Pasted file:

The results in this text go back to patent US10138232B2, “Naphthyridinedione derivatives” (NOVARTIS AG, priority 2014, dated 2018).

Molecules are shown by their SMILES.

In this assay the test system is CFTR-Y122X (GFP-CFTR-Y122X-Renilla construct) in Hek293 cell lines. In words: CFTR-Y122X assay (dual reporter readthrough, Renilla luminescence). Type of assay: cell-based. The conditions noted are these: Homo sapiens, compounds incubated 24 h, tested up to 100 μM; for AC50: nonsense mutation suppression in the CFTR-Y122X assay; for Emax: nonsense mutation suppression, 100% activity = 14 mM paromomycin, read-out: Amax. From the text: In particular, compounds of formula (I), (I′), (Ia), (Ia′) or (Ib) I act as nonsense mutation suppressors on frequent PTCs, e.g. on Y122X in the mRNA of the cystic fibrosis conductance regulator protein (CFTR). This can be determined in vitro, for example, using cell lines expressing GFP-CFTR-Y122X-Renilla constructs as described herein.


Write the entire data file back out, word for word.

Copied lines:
The results in this text go back to patent US10138232B2, “Naphthyridinedione derivatives” (NOVARTIS AG, priority 2014, dated 2018).

Molecules are shown by their SMILES.

In this assay the test system is CFTR-Y122X (GFP-CFTR-Y122X-Renilla construct) in Hek293 cell lines. In words: CFTR-Y122X assay (dual reporter readthrough, Renilla luminescence). Type of assay: cell-based. The conditions noted are these: Homo sapiens, compounds incubated 24 h, tested up to 100 μM; for AC50: nonsense mutation suppression in the CFTR-Y122X assay; for Emax: nonsense mutation suppression, 100% activity = 14 mM paromomycin, read-out: Amax. From the text: In particular, compounds of formula (I), (I′), (Ia), (Ia′) or (Ib) I act as nonsense mutation suppressors on frequent PTCs, e.g. on Y122X in the mRNA of the cystic fibrosis conductance regulator protein (CFTR). This can be determined in vitro, for example, using cell lines expressing GFP-CFTR-Y122X-Renilla constructs as described herein.